“The supply of available rental units continues to accumulate,” UrbanDigs said in its report, which looked at all five New York City boroughs, “hinting that renters will have the upper hand in negotiability when the market finally reopens.”
Larger and more expensive apartments are getting hit the hardest. New leases for three-bedroom apartments in Manhattan dropped 71% in May. The average rental price for the top 10% of rentals fell by 20%.
To people who talk about infinite appreciation... especially in NYC, SF, Miami etc. nothing lasts forever. There will be a move away from these clustered city centers with expensive housing to suburban areas with work from home available.
Detroit coming to NYC, and elsewhere.
I don't know why this is a surprise. The government banned the showing of places, so inventory accumulated. Landlords held places off the market thanks to the insane anti-eviction laws that were put in place. People who thought about moving stayed put due to COVID and the inability of screen new places. Lots of people who would have normally signed a lease held off due to their job situation. Besides, a landlord isn't going to rent to you if you just lost your job. Give it six months and it will be back to normal.
This is a temporary slowdown for a market such as NYC. Manhattan has access all around it from millions of commuters daily, people don’t just live in the city to work there they live there because it’s one of the greatest cities in the world. As people panic and move out for a couple of months maybe year, other people will see an opportunity to get NYC housing at a more affordable price and your typical supply and demand cycle will continue. Detroit market crashed because of a city that was solely tied to the auto industry, and has since bounced back with other business seeking opportunity there. NYC which is the epicenter of the world will and should continue to prosper. Might be a great time to buy. Just my opinion tho.
A market that was under complete lockdown didn't have new leases sign!?!? SHOCKING NEWS!
I wish that was the case so I can jump on opportunities, it is not!!!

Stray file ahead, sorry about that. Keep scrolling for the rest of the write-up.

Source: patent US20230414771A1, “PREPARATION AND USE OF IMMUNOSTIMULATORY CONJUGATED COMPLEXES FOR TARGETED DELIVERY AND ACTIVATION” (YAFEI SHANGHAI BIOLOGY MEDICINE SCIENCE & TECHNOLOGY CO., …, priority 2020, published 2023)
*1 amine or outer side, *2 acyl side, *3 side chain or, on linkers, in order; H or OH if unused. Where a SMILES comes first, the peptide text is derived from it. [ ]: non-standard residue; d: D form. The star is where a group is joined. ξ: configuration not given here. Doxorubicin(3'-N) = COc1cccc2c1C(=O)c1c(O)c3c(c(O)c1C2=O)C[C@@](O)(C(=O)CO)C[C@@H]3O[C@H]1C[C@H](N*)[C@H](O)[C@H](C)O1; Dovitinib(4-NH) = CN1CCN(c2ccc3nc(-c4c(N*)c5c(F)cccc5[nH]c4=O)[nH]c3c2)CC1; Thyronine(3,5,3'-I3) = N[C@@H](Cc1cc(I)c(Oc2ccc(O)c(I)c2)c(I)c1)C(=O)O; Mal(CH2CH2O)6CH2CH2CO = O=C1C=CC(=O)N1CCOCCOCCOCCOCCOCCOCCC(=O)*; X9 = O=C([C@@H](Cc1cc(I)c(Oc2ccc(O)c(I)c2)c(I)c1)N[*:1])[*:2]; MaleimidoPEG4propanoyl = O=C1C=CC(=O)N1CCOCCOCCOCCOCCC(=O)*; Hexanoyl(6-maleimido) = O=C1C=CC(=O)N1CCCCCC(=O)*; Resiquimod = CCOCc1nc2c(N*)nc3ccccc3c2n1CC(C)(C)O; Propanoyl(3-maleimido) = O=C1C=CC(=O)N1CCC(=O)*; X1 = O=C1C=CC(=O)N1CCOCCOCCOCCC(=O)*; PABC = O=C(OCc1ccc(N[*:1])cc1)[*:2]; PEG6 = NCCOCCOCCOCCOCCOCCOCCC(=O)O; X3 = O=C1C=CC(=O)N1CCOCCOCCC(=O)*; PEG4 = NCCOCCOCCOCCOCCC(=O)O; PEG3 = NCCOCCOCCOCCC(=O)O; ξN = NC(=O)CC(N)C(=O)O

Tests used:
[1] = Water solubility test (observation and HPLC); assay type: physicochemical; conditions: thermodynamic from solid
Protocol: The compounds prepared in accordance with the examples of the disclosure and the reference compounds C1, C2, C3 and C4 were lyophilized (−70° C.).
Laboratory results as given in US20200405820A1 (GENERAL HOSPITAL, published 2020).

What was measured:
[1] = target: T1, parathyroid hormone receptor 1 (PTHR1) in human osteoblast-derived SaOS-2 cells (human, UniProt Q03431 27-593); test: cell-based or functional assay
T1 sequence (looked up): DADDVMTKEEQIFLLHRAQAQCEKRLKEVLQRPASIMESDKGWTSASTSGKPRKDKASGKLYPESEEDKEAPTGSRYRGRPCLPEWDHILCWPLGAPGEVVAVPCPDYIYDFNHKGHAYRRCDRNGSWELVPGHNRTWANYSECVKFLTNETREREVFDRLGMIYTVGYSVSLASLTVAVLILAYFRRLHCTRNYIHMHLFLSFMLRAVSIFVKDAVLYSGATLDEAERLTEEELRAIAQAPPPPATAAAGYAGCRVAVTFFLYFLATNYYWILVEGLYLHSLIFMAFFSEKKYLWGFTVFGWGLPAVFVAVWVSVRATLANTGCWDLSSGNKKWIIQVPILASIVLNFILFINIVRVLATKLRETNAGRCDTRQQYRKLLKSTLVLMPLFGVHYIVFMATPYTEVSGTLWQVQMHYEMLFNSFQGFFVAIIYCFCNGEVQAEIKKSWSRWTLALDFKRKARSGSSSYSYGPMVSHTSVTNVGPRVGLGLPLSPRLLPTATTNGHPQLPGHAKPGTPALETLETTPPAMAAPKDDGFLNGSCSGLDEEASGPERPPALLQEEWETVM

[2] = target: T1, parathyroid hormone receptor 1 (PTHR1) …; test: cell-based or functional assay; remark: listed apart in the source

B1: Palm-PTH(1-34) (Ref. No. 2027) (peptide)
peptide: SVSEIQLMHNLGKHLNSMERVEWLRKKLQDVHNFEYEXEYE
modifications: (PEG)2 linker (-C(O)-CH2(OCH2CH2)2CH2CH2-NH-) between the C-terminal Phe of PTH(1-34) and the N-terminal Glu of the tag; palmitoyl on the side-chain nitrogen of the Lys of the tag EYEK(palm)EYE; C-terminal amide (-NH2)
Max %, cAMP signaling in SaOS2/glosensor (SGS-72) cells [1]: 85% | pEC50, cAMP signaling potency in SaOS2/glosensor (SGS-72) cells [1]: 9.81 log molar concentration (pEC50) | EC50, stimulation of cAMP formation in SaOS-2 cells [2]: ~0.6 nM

Maybe for expensive rentals but sales prices haven’t fallen significantly at least not yet..
Thanks for sharing the article. I’m guessing it is temporary, as people will always want to live in NYC. Also, this speaks to rental/leasing income, not appreciation. I’d expect home values to continue their upward climb, even if there is a temporary slow down due to covid-19
Yes and no. We are seeing a ton of activity here in Marin County primarily from younger couples fleeing SF apartments for a spot of grass. Being cooped up in a 650 square foot apartment with two kids through the Covid 19 lockdown was apparently enough to make at least some millenials reconsider the value of suburban living. I suspect you will some similar activity in Manhattan.
How does anyone know this is temporary? You now have talk of defunding the police, not only in NYC but in other cities as well. Why would anyone want to live in an environment where there is no law and order? Maybe some people think it is great to sleep with a gun under your pillow but that does not sound like my idea of peaceful living.
Another variable in the equation is the Work From Home trends. During the COVID lockdown many people worked from home and enjoyed it. That trend is not going away. Those WFH discovered that they did not have adequate work space, so as Darius pointed out, people are choosing to move to the suburbs for larger space at the same or lower cost. Commute cost and time is no longer a consideration for them.
The irony in all there posts predicting doom & gloom for SF and NYC is they come from people who don’t live there or invest there but are excited when there is less pleasant news about these cities.
Um . . . we do own a condo in SF that we rent out as well as properties in Marin, where we live full-time. It's just across the bridge from the city. No one is gloating; just reporting what we are seeing here.
On the flip side, I have lived in Marin my whole life. Was planning to move into SF soon, and although Covid has paused my plans, they will resume later this year. There will always be an ebb and flow from urban to suburban and vice versa.
Originally posted by @Nicholas Mann :
Manhattan has access all around it from millions of commuters daily, people don’t just live in the city to work there they live there because it’s one of the greatest cities in the world.
If you repeat a lie enough, people will eventually begin to believe it is true.
@John Collins a lot of wall st companies are itching to get employees back in the office. They may decrease their footprint but the impact will not be material. People want to live there and once the virus is behind us, possible middle of next year, things will go back to normal. Will there be a hiccup? Yes but it is temporary.